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Fiscal board’s preference for ‘fair treatment’ over parity in Medicaid funding is nothing new


By The Star Staff


Several pro-statehood advocates are calling for the resignation of Financial Oversight and Management Board (FOMB) Executive Director Natalie Jaresko over her public remarks about the board seeking fair and equitable treatment in Medicaid funding for Puerto Rico instead of “parity,” but her position is not new and has been the federal entity’s stance since at least 2018.


Pro-statehood lawyer Gregorio Igartúa wrote to President Joe Biden asking for Jaresko’s resignation because she is lobbying against Puerto Rico’s best interests and meddling in political matters. Igartúa also criticized Biden for allowing the U.S. Justice Department to argue in the Supreme Court against extending Supplemental Security Income (SSI) to Puerto Rico because the equal protection clause does not apply to the island, but allowing the department to argue just the opposite against the island Police Department.


Gov. Pedro Pierluisi Urrutia publicly chided the oversight board for lobbying in Congress against Medicaid parity.


“Either they get informed as to how the Medicaid program works for the states or leave the matter to the Resident Commissioner and a coalition created by executive order,” he said via Twitter.


In its 2018 annual report to Congress, however, the oversight board recommended “fair treatment” to Puerto Rico and not parity. The board recommended to Congress at the time “a long-term Medicaid program solution to mitigate the drastic reduction in federal funding for healthcare in Puerto Rico.”


“Although Congress has provided Puerto Rico with additional Medicaid funding to finance Mi Salud (the state-run insurance program) at 100 percent Federal Medical Assistance Percentages (FMAP) for two years, this is not a long-term or sustainable solution for Puerto Rico’s healthcare crisis. It is important to provide fair treatment to the residents of Puerto Rico, to ensure the stability of the island’s healthcare system, and to avoid further outmigration,” the oversight board said. “Amend federal law so that Medicare beneficiaries in Puerto Rico are automatically enrolled in Medicare Part B with the option to opt out of coverage, the same way their counterparts in every state and other territory are treated. Provide fair and equitable treatment to residents of Puerto Rico in all Medicare programs. Residents of Puerto Rico pay the same level of Medicare taxes as mainland residents, but the Island receives substantially lower payments in Medicare programs.”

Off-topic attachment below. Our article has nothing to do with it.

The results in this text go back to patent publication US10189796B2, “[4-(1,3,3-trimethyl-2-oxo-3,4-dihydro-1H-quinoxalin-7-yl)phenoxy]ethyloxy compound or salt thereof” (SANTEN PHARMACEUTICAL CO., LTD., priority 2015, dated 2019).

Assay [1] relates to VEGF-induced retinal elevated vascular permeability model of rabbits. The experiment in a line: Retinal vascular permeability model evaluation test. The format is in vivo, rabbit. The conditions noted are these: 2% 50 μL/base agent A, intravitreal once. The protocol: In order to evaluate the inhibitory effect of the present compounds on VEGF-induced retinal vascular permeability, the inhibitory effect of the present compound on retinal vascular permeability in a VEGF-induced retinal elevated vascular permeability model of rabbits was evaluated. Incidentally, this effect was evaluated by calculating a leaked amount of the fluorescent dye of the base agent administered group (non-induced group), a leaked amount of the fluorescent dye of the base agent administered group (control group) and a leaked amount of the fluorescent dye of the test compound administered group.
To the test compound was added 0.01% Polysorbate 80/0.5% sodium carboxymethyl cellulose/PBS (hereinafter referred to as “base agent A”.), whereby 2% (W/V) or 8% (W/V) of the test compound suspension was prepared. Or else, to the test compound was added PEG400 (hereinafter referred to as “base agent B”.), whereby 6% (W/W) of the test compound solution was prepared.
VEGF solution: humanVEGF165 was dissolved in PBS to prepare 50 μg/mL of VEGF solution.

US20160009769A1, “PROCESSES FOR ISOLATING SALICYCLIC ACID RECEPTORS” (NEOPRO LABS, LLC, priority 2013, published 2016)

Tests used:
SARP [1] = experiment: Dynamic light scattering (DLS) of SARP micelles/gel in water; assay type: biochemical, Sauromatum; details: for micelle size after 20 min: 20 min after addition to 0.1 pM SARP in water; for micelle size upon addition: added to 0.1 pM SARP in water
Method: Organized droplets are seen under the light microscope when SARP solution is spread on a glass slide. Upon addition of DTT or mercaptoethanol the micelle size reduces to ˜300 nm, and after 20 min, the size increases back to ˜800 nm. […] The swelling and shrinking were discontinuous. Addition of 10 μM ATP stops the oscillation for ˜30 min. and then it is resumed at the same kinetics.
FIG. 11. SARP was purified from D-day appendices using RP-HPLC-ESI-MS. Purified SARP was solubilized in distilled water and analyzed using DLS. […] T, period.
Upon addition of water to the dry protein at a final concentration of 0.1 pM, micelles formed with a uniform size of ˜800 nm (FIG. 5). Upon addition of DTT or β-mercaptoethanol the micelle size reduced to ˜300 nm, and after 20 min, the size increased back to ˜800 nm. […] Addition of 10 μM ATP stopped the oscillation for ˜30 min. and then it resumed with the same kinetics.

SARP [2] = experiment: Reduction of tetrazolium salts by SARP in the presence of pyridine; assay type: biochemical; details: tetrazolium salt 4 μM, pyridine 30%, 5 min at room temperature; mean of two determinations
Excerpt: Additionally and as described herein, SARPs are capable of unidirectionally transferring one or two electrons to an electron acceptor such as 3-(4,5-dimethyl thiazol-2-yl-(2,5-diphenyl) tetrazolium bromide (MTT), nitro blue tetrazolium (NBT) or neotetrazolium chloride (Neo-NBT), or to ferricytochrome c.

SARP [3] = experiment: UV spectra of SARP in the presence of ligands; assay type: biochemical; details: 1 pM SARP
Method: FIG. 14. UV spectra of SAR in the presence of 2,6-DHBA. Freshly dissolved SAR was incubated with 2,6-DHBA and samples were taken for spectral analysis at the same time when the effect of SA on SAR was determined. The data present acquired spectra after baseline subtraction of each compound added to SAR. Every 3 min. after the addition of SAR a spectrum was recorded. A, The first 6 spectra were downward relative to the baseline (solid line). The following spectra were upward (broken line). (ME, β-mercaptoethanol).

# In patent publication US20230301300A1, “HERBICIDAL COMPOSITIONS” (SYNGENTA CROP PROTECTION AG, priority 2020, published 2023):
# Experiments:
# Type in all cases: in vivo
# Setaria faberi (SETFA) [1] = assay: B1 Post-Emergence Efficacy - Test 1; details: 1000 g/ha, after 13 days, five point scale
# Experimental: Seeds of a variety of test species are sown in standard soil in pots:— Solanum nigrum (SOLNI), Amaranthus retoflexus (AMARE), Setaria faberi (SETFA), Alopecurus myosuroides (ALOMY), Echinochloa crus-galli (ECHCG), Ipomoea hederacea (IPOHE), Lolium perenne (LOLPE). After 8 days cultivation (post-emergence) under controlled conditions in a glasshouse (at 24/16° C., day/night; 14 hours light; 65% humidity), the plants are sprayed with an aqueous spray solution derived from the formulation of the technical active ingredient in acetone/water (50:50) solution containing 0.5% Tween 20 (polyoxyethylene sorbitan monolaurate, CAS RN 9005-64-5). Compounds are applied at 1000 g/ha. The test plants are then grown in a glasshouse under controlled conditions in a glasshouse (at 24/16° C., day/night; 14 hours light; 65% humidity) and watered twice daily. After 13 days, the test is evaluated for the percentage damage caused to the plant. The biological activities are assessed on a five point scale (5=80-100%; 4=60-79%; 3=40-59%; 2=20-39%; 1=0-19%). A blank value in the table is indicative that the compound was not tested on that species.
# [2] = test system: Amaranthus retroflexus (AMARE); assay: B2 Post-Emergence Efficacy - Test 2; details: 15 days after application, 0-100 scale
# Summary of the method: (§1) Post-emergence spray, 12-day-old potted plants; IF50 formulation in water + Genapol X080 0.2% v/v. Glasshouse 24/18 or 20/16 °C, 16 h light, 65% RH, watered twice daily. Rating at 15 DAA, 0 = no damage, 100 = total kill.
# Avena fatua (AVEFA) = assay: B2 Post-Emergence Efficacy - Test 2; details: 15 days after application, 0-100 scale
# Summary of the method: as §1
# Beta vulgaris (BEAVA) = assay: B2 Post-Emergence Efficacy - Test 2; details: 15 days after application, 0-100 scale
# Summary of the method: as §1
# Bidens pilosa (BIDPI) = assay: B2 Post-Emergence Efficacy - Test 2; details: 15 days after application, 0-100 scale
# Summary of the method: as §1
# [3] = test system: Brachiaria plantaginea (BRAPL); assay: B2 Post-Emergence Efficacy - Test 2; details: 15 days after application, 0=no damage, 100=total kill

The oversight board, according to one of its lawyers, who spoke on condition of anonymity, prefers to advocate for fair treatment instead of parity because it is “parity against what?”

“Each state receives different levels of funding,” the lawyer said.


Parity means equality in amount or value and it does not mean treating everyone the same.

In its Twitter account, the oversight board denied it is engaged in lobbying.


“Contrary to reports, the FOMB did not lobby against Medicaid parity, nor has it ever, nor will it, or even ‘lobby’ on any particular topic,” the board tweeted.


The FOMB did stress the need for long-term clarity and equitable treatment in all federal transfers, from Medicaid to SSI and more.


Igartúa did not accept the oversight board’s explanation regarding parity.


“While Puerto Rico has a Medicaid cap of $400 million, it pays more than 15 other states in Medicaid contributions; therefore, it will get a huge amount of funding [without a cap],” he said.

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